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Shaking Head?

Guest Piila

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hi all,


Last night while lying on his blanket, Abbey's head all of a sudden started shaking. Not violently, just a bit, like he had Parkinson's disease or something. Since last night, I've noticed him doing it off and on during the day.


Has anyone ever seen this or heard of this? I was at my vet this afternoon and he suggested that we don't get concerned right now, that maybe he over-exerted himself or twinged a muscle or nerve or something. He did fall on the snowy stairs the other day, and get banged on the head with a shovel, but I don't know if either of these things are connected.


Any advice?



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Guest EmilyAnne

We had a dog that had seizures due to brain trauma. They were no biggie, in fact we never medicated because the seizures were so mild. It does sound like what your grey is experiencing might be the same thing? Does his whole head and neck move? Or is it just more of a shiver? Do you time these episodes of whatever they are?


How many days ago did your grey accidentally get hit in the head? (I can see how that would happen, greys are followers which can put them in harms way when shoveling, so dont feel bad)


And how soon that incident after did you witness the first episode?

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he got a slight bonk on the head yesterday afternoon, then started these weird head tremors last night. He got bonked more on the jaw than in the head though (yes, he was totally underfoot, and just happened to move in the way of the shovel as I was throwing snow - I guess he figured he could help!)

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hmmm, I was going to say maybe he ate some grass that had some pesticide on it, until I saw your post. if it were me and my dog got a bonk in the head with a shovel, and then had head tremors, I would at least call the vet to see what they thought. did you mention the head bonk to the vet?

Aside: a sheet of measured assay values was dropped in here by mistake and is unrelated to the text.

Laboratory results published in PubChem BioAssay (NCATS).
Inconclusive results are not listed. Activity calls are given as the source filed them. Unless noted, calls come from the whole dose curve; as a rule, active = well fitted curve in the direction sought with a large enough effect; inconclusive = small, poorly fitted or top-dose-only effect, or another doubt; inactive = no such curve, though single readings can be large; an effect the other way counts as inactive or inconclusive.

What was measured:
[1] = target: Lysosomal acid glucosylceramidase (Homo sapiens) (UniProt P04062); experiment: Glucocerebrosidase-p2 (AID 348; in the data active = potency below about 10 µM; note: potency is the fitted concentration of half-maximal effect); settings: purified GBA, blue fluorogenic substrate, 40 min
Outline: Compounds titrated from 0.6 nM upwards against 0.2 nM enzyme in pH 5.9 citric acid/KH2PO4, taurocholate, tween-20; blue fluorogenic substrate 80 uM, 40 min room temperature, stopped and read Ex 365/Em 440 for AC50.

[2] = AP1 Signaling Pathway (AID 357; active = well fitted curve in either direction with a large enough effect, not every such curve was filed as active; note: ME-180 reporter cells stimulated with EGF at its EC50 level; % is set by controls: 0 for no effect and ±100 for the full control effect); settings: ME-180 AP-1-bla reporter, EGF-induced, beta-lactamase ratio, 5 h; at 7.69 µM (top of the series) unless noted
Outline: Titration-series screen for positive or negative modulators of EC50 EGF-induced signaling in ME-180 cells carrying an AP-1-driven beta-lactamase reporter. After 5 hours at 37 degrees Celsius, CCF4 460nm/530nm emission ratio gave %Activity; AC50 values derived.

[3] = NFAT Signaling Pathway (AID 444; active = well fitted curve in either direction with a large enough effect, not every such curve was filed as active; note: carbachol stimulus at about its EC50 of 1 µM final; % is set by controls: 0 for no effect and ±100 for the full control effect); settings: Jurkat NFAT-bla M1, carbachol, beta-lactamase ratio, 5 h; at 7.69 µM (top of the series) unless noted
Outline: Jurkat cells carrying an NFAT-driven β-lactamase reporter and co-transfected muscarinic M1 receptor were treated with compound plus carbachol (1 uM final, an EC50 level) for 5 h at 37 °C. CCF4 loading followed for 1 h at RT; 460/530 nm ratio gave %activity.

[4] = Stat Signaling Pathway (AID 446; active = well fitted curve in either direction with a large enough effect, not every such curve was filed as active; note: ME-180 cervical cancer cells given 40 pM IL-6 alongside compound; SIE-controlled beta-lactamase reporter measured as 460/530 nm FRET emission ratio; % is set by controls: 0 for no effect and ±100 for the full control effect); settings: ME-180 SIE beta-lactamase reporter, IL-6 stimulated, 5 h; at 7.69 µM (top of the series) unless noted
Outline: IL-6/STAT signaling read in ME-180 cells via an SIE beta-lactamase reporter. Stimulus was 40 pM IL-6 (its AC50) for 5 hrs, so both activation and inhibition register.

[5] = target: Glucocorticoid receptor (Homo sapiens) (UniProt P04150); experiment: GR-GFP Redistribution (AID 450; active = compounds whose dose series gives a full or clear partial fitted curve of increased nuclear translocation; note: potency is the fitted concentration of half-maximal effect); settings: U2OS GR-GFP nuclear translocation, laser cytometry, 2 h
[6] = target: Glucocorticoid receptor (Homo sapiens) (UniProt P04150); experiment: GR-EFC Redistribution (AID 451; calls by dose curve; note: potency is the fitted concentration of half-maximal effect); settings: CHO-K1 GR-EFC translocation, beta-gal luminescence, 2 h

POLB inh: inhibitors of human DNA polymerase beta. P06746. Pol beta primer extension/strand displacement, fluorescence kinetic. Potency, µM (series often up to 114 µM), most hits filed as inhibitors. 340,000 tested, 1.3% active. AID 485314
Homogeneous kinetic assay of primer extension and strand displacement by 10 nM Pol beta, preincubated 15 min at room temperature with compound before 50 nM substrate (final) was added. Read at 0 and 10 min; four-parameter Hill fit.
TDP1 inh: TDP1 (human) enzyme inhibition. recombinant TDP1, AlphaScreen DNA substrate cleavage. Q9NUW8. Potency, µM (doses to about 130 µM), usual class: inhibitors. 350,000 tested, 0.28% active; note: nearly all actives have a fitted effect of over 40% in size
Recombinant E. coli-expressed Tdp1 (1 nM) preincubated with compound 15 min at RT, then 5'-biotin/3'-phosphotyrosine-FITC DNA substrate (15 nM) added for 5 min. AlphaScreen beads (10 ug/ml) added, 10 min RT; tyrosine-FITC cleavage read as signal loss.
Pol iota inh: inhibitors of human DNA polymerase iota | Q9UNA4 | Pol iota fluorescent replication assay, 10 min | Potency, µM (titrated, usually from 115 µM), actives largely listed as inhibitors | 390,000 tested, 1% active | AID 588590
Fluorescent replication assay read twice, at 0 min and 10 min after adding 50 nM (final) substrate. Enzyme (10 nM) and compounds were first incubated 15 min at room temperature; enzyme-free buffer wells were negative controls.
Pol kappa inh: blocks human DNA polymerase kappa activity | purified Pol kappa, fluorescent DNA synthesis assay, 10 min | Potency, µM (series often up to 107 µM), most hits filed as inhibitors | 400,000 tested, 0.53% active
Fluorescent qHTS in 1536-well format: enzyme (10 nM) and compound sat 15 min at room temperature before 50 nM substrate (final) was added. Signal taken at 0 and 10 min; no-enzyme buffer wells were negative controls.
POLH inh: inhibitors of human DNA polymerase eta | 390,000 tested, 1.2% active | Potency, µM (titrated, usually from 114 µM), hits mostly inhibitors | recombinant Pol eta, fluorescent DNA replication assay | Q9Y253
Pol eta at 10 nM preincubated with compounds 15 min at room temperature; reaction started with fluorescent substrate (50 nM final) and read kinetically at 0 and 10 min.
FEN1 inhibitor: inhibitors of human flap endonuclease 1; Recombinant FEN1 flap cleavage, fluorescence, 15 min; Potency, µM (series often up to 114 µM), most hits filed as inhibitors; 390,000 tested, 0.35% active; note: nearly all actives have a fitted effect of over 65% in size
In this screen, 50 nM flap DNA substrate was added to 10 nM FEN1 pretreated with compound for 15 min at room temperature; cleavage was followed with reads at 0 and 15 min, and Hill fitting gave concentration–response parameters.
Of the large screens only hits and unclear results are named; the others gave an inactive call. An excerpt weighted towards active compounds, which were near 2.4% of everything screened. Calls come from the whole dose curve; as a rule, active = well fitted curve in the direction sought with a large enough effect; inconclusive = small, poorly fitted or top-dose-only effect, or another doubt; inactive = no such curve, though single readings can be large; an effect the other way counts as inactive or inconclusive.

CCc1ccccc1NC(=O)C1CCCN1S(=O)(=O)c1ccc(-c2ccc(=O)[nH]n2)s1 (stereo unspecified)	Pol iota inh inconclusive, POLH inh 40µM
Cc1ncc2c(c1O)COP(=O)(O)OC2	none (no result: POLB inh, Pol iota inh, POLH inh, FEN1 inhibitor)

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Guest EmilyAnne

Alfalfa's injury was where the jaw connects to the skull. (Alfalfa's injury though was MASSIVE, he had to have all the loose fragmets of jaw and skull wired together. I am sure your grey's head trauma is MUCH more milder than Alfalfa's)


I'd soften your grey's food for a few days just to be safe. I'd also keep her calm and quiet for a few days, keep the stress level as low as possible. No bright lights or loud noises.


Please remember I am just grasping around in the dark as to what might be wrong with your grey. If it were my grey, I'd be inclined to have the vet check for any jaw/skull trauma and maybe your grey needs something to reduce swelling that may be in the head/jaw area? (you wont necessarily see the swelling as the skull hides the swelling unless there is a total skull fracture which I am sure your grey does not have at all) The episodes may not even be seizures, who knows. But if they are, they are definately the more harmless kind of seizure.

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the bonk he got was no way hard. just a tap really. so I'm almost certain it doesn't have anything to do with the tremors. 2 weeks ago, he spent almost 4 days in the hospital for big complications after anesthetic for a simple tooth extraction. stress maybe?


my vet looked at him and didn't seem worried. he's not swollen anywhere either. it's so odd. and scary. especially after last week!

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For those of you who have seen this head tremor/bobbing behavior, I found something on another site that gave me hope. The key here is that Abbey had surgery a number of times last week, so that struck a chord with me.





This is a common issue in the Bulldog and as I am finding out over the past 9 years a lot of different breeds - dachshund, boxer, Chinnook etc. I have experienced it in males adn females.

Question - has your boy undergone surgery in the last 6mos to a year?


Here's what we know

First and foremost it is not a life threatening event. As long as the dog can walk, drink and eat and respond when you call him - then he is ok.


We have seen this happen in several circumstances:

-in the whelping box when the bitch is trying to make milk for the babies

-within 6mos to a year 0f a surgical procedure

-at the age of 12 mos - to 2 years.